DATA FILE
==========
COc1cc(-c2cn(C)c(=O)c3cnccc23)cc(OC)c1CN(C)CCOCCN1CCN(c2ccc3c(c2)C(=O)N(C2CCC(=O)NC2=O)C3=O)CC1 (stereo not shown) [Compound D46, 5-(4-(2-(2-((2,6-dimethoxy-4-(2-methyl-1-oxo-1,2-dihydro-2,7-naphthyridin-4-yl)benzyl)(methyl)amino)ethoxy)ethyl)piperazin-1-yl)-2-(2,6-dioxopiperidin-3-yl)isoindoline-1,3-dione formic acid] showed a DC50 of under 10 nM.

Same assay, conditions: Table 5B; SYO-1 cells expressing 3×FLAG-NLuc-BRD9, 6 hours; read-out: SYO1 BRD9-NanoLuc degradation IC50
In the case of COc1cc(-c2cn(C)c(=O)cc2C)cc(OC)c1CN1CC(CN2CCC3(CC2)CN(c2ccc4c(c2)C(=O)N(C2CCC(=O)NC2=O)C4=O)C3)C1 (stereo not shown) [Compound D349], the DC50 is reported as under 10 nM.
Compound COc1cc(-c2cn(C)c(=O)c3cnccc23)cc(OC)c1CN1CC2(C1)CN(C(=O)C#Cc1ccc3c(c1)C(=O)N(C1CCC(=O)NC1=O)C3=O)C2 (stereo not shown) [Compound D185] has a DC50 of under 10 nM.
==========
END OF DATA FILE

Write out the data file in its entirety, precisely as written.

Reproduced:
COc1cc(-c2cn(C)c(=O)c3cnccc23)cc(OC)c1CN(C)CCOCCN1CCN(c2ccc3c(c2)C(=O)N(C2CCC(=O)NC2=O)C3=O)CC1 (stereo not shown) [Compound D46, 5-(4-(2-(2-((2,6-dimethoxy-4-(2-methyl-1-oxo-1,2-dihydro-2,7-naphthyridin-4-yl)benzyl)(methyl)amino)ethoxy)ethyl)piperazin-1-yl)-2-(2,6-dioxopiperidin-3-yl)isoindoline-1,3-dione formic acid] showed a DC50 of under 10 nM.

Same assay, conditions: Table 5B; SYO-1 cells expressing 3×FLAG-NLuc-BRD9, 6 hours; read-out: SYO1 BRD9-NanoLuc degradation IC50
In the case of COc1cc(-c2cn(C)c(=O)cc2C)cc(OC)c1CN1CC(CN2CCC3(CC2)CN(c2ccc4c(c2)C(=O)N(C2CCC(=O)NC2=O)C4=O)C3)C1 (stereo not shown) [Compound D349], the DC50 is reported as under 10 nM.
Compound COc1cc(-c2cn(C)c(=O)c3cnccc23)cc(OC)c1CN1CC2(C1)CN(C(=O)C#Cc1ccc3c(c1)C(=O)N(C1CCC(=O)NC1=O)C3=O)C2 (stereo not shown) [Compound D185] has a DC50 of under 10 nM.